Minority Stressors and Identity Affirmation as Predictors of Condomless Sex Among Self-Identified Bisexual Men: The Role of Partner Gender

Brian A. Feinstein*, Gregory Swann, Elissa L. Sarno, Kevin O. Moran, Michael E. Newcomb, Brian Mustanski

*Corresponding author for this work

Research output: Contribution to journalArticlepeer-review

Abstract

Bisexual men are at increased risk for HIV/STI and early pregnancy involvement compared to heterosexual men, and minority stressors (e.g., enacted and internalized stigma) are associated with sexual risk behavior in samples of gay and bisexual men. However, few studies have specifically focused on bisexual men, and little is known about the unique predictors of sexual risk behavior in this population. Further, few studies have focused on positive sexual orientation-related factors such as identity affirmation, which may be protective against sexual risk behavior. As such, the goals of the current study were to examine minority stressors and identity affirmation as predictors of condomless sex among self-identified bisexual men, and whether these associations differed as a function of partner gender. We used four waves of data spanning 24 months from a subset of self-identified bisexual men in a larger cohort of gay and bisexual men ages 16–29 years at enrollment. At each wave, participants reported on up to four partners, allowing us to examine within-person associations. We used mixed effects negative binomial models to examine the associations between our predictors (discrimination, internalized binegativity, and identity affirmation) and condomless sex acts. In addition, we tested whether partner gender moderated each of the associations by including interaction effects in each of the models. Results indicated that higher levels of internalized binegativity and lower levels of identity affirmation were associated with less condomless sex with female partners, but they were not associated with condomless sex with male partners. Discrimination was not associated with condomless sex with male or female partners. These findings suggest that predictors of condom use among self-identified bisexual men differ as a function of partner gender, and they highlight the need to identify strategies to promote sexual health while also supporting positive identity development in this population.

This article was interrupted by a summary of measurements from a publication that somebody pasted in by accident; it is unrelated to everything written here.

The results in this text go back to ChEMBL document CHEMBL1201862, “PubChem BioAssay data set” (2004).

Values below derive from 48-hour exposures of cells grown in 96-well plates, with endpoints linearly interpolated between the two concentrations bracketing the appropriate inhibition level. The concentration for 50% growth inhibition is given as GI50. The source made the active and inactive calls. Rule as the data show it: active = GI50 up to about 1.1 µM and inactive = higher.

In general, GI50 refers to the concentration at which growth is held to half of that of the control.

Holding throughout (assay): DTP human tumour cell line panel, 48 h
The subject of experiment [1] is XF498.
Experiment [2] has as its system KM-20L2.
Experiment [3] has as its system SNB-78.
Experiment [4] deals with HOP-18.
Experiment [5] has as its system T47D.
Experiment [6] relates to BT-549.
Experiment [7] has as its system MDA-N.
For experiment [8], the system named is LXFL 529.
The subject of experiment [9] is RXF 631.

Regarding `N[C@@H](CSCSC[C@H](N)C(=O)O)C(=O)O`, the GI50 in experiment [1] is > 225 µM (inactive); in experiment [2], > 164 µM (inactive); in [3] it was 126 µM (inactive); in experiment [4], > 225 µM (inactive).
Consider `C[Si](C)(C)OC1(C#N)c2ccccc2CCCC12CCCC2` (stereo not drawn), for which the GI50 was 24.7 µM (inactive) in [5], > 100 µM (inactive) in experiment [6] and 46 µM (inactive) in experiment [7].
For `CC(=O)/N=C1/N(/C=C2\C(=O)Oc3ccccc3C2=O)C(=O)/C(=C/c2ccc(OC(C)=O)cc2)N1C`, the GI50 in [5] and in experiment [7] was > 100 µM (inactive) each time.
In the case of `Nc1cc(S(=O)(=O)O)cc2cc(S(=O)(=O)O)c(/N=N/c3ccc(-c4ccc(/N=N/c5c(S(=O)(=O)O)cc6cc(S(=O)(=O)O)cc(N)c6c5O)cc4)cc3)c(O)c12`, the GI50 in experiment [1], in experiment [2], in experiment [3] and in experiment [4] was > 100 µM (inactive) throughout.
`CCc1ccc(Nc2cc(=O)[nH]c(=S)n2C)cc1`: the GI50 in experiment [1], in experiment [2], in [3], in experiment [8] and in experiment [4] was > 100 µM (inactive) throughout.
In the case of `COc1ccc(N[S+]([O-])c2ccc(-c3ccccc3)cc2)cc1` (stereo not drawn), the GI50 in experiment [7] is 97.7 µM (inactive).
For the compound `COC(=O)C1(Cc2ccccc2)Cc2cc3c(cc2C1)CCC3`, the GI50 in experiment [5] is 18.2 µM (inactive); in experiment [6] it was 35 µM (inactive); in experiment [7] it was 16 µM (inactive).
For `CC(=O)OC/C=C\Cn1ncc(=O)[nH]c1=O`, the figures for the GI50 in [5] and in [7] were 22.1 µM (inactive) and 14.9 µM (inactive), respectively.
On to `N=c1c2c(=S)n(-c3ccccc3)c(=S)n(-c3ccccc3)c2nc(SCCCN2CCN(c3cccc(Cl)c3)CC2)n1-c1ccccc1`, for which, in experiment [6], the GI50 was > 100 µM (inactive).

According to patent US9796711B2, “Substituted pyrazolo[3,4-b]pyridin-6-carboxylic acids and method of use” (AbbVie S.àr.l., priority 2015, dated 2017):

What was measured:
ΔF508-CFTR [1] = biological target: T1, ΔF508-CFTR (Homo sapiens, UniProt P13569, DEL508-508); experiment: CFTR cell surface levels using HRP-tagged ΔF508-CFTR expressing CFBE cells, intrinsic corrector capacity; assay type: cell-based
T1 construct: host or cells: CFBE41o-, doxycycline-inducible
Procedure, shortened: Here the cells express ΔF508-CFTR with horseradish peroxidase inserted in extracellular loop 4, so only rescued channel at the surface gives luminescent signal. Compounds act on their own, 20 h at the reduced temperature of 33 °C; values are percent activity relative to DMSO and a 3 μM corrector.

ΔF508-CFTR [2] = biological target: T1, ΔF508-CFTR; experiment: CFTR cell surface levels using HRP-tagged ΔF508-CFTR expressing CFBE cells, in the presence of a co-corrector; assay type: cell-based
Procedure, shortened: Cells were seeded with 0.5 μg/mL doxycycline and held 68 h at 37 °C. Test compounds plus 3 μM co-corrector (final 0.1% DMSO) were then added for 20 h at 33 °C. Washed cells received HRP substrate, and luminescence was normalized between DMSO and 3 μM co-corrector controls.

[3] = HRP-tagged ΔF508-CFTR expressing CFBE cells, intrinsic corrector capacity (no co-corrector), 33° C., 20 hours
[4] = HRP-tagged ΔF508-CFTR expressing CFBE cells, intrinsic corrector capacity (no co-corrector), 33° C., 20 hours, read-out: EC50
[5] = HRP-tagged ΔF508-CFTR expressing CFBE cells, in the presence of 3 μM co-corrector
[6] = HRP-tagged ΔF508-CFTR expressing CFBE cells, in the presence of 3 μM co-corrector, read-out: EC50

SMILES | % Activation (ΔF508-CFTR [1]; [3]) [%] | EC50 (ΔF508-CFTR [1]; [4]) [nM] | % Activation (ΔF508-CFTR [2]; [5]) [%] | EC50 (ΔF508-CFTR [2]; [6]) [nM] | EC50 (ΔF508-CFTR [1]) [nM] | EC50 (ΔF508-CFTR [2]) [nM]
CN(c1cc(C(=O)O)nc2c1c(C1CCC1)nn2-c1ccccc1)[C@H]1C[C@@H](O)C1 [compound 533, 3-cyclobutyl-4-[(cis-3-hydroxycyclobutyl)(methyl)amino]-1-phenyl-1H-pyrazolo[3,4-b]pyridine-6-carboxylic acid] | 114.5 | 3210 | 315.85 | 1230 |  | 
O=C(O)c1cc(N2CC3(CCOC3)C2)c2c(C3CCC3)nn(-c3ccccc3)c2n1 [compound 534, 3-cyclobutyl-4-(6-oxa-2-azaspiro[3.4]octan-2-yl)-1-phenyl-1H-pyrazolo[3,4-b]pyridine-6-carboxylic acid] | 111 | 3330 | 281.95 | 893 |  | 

Original languageEnglish (US)
JournalArchives of Sexual Behavior
DOIs
StateAccepted/In press - 2020

Keywords

  • Bisexual
  • Condom use
  • Identity affirmation
  • Internalized binegativity
  • Minority stress
  • Sexual orientation

ASJC Scopus subject areas

  • Arts and Humanities (miscellaneous)
  • Psychology(all)

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